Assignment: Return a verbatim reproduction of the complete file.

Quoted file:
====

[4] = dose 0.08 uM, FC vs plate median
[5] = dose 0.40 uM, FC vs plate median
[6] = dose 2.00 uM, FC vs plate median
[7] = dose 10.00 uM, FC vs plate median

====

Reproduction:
[4] = dose 0.08 uM, FC vs plate median
[5] = dose 0.40 uM, FC vs plate median
[6] = dose 2.00 uM, FC vs plate median
[7] = dose 10.00 uM, FC vs plate median